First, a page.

Magda Mayas (Germany) performs on a 1970s manufactured clavinet with reedman Jim Denley (Australia), augmented by their use of field recordings, as they pay homage to a "marginalized corner" of Sydney, Australia on this experimental and irrefutably adventurous improv fest. Yet I wouldn't be so bold to suggest that this is easy listening but for the most part, it's relatively subdued.
The duo projects organic minimalism amid the sounds of nature and bizarre tone poems that move forward in asymmetrical fashion. At times Mayas seems to be tinkering with the innards of her clavinet as Denley counterbalances and tints many of these fragmented motifs with otherworldly sounds, where the trajectories are either solemn, nervy, peaceful or droning. The field recordings are melded somewhere in between or in the background and not always easy to detect. Hence, the musicians execute a musical jigsaw puzzle of sorts but are apt to lull you into a groove.
It's largely a polytonal endeavor as the duo's creative forces impart a strange but captivating vernacular or dichotomy. On the final track "Arrival," the artists' hissing and plucking sounds emit a sense of isolation, peppered by Mayas' dainty clavinet voicings and Denley's whirling bass flute lines along with various noise shaping activities that allude to a series of tribal thematic expositions. Nonetheless, it's a rather challenging program. Coupled with the detailed audio experience, Tempe Jetz tenders additional surprises on successive listens.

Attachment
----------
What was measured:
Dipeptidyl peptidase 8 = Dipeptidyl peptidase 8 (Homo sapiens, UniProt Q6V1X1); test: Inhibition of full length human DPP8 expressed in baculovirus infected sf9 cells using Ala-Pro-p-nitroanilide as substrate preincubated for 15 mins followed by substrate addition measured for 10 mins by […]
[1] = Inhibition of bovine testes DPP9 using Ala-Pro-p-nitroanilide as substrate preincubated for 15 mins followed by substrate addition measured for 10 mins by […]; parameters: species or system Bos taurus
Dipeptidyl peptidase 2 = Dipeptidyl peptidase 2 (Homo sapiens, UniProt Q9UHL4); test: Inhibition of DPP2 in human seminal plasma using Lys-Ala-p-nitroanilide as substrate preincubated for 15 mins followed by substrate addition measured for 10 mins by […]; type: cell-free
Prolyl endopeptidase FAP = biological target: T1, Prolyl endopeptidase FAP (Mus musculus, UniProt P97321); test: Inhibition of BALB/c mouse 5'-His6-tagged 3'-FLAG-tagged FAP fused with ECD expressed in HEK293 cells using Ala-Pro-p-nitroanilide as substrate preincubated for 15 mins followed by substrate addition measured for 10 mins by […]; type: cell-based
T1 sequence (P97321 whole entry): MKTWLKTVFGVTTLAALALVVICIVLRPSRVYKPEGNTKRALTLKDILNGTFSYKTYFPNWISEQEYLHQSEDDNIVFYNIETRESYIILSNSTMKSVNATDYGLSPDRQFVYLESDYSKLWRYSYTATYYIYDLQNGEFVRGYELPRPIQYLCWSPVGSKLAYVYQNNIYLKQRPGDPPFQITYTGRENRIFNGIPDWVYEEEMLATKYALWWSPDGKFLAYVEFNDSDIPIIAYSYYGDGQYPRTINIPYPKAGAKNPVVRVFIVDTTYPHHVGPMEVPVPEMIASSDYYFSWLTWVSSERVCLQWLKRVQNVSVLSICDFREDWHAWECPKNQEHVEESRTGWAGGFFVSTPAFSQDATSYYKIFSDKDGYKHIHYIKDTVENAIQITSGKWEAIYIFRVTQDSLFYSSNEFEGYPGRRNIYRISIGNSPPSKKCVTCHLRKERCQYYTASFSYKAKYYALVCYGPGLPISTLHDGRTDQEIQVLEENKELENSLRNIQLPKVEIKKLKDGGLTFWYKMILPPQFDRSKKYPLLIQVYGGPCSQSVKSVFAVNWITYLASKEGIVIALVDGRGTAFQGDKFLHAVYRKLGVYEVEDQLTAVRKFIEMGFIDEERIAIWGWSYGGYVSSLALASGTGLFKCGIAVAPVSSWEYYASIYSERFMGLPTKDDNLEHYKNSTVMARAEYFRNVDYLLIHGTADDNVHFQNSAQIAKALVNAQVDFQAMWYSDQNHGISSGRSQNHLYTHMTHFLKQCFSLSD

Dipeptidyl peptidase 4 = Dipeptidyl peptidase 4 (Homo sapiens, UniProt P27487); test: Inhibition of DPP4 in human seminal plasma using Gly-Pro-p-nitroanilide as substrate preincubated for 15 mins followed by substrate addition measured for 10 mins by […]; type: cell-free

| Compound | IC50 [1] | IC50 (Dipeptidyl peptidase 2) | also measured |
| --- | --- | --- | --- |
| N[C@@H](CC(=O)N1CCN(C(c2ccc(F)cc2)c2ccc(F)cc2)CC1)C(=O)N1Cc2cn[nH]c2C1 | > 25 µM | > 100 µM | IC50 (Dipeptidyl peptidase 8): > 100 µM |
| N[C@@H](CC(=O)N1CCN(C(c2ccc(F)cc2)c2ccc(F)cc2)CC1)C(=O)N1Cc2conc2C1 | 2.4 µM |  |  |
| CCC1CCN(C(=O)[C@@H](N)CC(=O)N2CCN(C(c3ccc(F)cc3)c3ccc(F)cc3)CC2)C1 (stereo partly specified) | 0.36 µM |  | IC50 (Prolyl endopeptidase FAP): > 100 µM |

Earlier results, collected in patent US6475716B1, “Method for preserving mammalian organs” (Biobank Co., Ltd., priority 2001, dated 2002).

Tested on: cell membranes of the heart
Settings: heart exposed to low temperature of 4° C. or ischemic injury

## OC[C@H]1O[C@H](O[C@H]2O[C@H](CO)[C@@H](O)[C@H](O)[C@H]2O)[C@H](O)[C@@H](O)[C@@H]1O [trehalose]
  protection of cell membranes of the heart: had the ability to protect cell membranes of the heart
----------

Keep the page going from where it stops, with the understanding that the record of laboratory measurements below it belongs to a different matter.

Track Listing: A Departure; Customs Declaration; In Transit; Arrival.
Personnel: Magda Mayas: clavinet, field recordings; Jim Denley: alto saxophone, bass flute,
Title: Tempe Jetz
| Year Released: 2017
| Record Label: Relative Pitch Records
I was first exposed to jazz when I discovered that one of Jimi Hendrix's influences was Wes Montgomery. I played guitar growing up and idolized Hendrix, so I knew that anyone he looked up to must be good
I was first exposed to jazz when I discovered that one of Jimi Hendrix's influences was Wes Montgomery. I played guitar growing up and idolized Hendrix, so I knew that anyone he looked up to must be good. I was 16 at the time. I went to Tower Records and purchased a CD by Wes, and I was hooked from the very first ten seconds. The sound of the song Lolita illuminated my bedroom, as I just sat back amazed at how colorful and soulful this music was--I understood it, even though at the time I didn't understand how to go about playing it. I get chills listening to Wes' solo on Lolita, and I can still listen to that song ten times in a row and never get tired of it. There is a truly timeless quality to genuinely spontaneous jazz music, and it is that quality that has inspired me to devote my life to studying and playing this music.